Devika brings us her fourth entry into our SpicyIP Fellowship with this analysis of the IP issues involved in a new legal tangle that’s arisen in Bollywood. You can view Devika’s previous posts here.
WHAT’S IN A NAME?
Salman Khan starrer ‘Jai Ho’ which is set to release in January next year has run into legal trouble over its film title. It is learnt that following the success of the song ‘Jai Ho’ (featuring in Slumdog Millionaire) music director, A.R. Rehman had trademarked the title ‘Jai Ho’ and the producers of the film ‘Jai Ho’ will now require a license from Mr. Rehman in order to use it as their film’s title.
While it is understood that the producer and Mr. Rehman are looking at settling this amicably, the case involves two major trademark issues- one, are song titles trademark protected and second, can the phrase ‘Jai Ho’ be trademark-protected. We will also explore whether song titles and ‘Jai Ho’, in particular, can be copyright protected.
First, let us address the broader issue of whether song titles in general enjoy trademark protection.
The first time trademark-protection was sought on a song title in India was for the popular Tamil-English mix song ‘Why this Kolaveri Di?’ (Application No. 2246257, filed Dec. 8, 2011- an order on the same is awaited).
Richard Stim in his book ‘Music Law: How to Run Your Band’s Business’ opines that it is difficult to get trademark-protection for song titles unless the song is a big hit like “Sing, sing, sing” by Benny Goodman (Emi Catalogue Partnership v. Hill Holliday, Connors, 2000 U.S. App. LEXIS 30761 (2d Cir. 2000)).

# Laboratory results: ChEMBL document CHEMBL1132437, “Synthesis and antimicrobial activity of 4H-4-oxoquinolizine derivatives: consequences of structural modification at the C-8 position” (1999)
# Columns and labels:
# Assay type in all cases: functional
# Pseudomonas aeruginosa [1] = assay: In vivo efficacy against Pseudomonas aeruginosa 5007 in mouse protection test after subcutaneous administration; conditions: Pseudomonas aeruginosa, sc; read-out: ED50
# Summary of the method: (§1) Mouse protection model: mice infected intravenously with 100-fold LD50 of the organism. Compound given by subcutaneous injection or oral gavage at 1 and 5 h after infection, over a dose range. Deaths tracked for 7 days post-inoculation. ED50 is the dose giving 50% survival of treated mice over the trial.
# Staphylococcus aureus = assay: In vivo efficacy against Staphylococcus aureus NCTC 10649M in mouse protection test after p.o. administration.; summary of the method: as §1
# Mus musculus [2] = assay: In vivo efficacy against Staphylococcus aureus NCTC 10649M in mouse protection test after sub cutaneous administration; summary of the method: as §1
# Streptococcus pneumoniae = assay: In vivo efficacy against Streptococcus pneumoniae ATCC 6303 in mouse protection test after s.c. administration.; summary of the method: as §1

By definition, a “trademark” is a mark which is capable of distinguishing the goods and services of one person from those of another and one might argue that a song’s title does not deserve trademark-protection simply because it does not serve as a source-indictor for any goods/services. This scenario changes when the music composer looks to use the song title commercially or where others want to use the song title on merchandise like coffee mugs, t-shirts etc; in this case, one might argue that it is unfair that commercial exploitation of the song’s title is being allowed without any royalty to the music composer.
Song titles like Beatles’ ‘Yellow Submarine’ and ‘Ziggy Stardust’ are trademark-protected. In my opinion, however, trademark protection for song titles would not be appropriate and a remedy in copyright would suffice. This is because I do not envisage a situation where there is likelihood of confusion in the mind of the consumers that music directors have turned t-shirt manufacturers or have started a side-business of manufacturing coffee-mugs. To illustrate, Ahmedabad-based Havmor Ice Cream advertises its cola-flavoured ice-cream as ‘Kolaberi’. While I admit that the name makes the ice-cream more catchy on the menu, any person who orders ‘Kolaberi’ will have the ice-cream for what it is- a cola-flavoured ice cream with strawberry and black-currant sauce; as a consumer I will never contemplate a situation where Sony Music Entertainment has turned to ice-cream making as a lucrative alternative business. The key test in cases of trademark infringement is whether the use of identical/similar mark creates likelihood of confusion in the mind of consumers.